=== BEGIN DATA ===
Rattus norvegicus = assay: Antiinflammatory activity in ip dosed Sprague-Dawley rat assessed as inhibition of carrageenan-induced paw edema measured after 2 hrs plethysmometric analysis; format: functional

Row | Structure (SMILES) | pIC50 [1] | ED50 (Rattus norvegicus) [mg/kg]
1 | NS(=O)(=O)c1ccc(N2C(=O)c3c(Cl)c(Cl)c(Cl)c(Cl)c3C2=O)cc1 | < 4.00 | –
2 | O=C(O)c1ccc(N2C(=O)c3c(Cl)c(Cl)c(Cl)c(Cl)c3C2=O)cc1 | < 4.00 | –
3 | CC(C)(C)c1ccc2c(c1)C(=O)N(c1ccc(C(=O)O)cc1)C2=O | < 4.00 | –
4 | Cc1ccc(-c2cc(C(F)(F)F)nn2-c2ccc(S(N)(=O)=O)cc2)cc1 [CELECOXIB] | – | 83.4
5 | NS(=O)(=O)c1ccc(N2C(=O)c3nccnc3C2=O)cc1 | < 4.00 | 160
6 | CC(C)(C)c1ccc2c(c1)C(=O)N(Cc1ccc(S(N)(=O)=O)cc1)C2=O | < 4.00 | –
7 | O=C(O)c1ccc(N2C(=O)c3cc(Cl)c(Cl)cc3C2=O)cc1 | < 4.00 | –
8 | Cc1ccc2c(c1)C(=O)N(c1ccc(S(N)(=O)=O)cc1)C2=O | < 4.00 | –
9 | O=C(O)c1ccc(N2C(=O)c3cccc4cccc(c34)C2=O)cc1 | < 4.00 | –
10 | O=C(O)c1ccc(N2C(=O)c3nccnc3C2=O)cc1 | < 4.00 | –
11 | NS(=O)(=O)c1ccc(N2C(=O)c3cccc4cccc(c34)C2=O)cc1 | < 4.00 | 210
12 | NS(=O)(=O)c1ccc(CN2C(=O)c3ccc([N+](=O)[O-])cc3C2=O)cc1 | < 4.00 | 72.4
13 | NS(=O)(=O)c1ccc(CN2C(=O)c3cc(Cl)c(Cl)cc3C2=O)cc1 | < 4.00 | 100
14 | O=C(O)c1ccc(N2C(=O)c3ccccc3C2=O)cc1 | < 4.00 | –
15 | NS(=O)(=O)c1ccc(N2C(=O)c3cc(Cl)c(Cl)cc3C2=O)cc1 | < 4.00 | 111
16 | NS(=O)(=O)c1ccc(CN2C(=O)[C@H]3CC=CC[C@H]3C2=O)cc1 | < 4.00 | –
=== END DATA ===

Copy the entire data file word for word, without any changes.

Rattus norvegicus = assay: Antiinflammatory activity in ip dosed Sprague-Dawley rat assessed as inhibition of carrageenan-induced paw edema measured after 2 hrs plethysmometric analysis; format: functional

Row | Structure (SMILES) | pIC50 [1] | ED50 (Rattus norvegicus) [mg/kg]
1 | NS(=O)(=O)c1ccc(N2C(=O)c3c(Cl)c(Cl)c(Cl)c(Cl)c3C2=O)cc1 | < 4.00 | –
2 | O=C(O)c1ccc(N2C(=O)c3c(Cl)c(Cl)c(Cl)c(Cl)c3C2=O)cc1 | < 4.00 | –
3 | CC(C)(C)c1ccc2c(c1)C(=O)N(c1ccc(C(=O)O)cc1)C2=O | < 4.00 | –
4 | Cc1ccc(-c2cc(C(F)(F)F)nn2-c2ccc(S(N)(=O)=O)cc2)cc1 [CELECOXIB] | – | 83.4
5 | NS(=O)(=O)c1ccc(N2C(=O)c3nccnc3C2=O)cc1 | < 4.00 | 160
6 | CC(C)(C)c1ccc2c(c1)C(=O)N(Cc1ccc(S(N)(=O)=O)cc1)C2=O | < 4.00 | –
7 | O=C(O)c1ccc(N2C(=O)c3cc(Cl)c(Cl)cc3C2=O)cc1 | < 4.00 | –
8 | Cc1ccc2c(c1)C(=O)N(c1ccc(S(N)(=O)=O)cc1)C2=O | < 4.00 | –
9 | O=C(O)c1ccc(N2C(=O)c3cccc4cccc(c34)C2=O)cc1 | < 4.00 | –
10 | O=C(O)c1ccc(N2C(=O)c3nccnc3C2=O)cc1 | < 4.00 | –
11 | NS(=O)(=O)c1ccc(N2C(=O)c3cccc4cccc(c34)C2=O)cc1 | < 4.00 | 210
12 | NS(=O)(=O)c1ccc(CN2C(=O)c3ccc([N+](=O)[O-])cc3C2=O)cc1 | < 4.00 | 72.4
13 | NS(=O)(=O)c1ccc(CN2C(=O)c3cc(Cl)c(Cl)cc3C2=O)cc1 | < 4.00 | 100
14 | O=C(O)c1ccc(N2C(=O)c3ccccc3C2=O)cc1 | < 4.00 | –
15 | NS(=O)(=O)c1ccc(N2C(=O)c3cc(Cl)c(Cl)cc3C2=O)cc1 | < 4.00 | 111
16 | NS(=O)(=O)c1ccc(CN2C(=O)[C@H]3CC=CC[C@H]3C2=O)cc1 | < 4.00 | –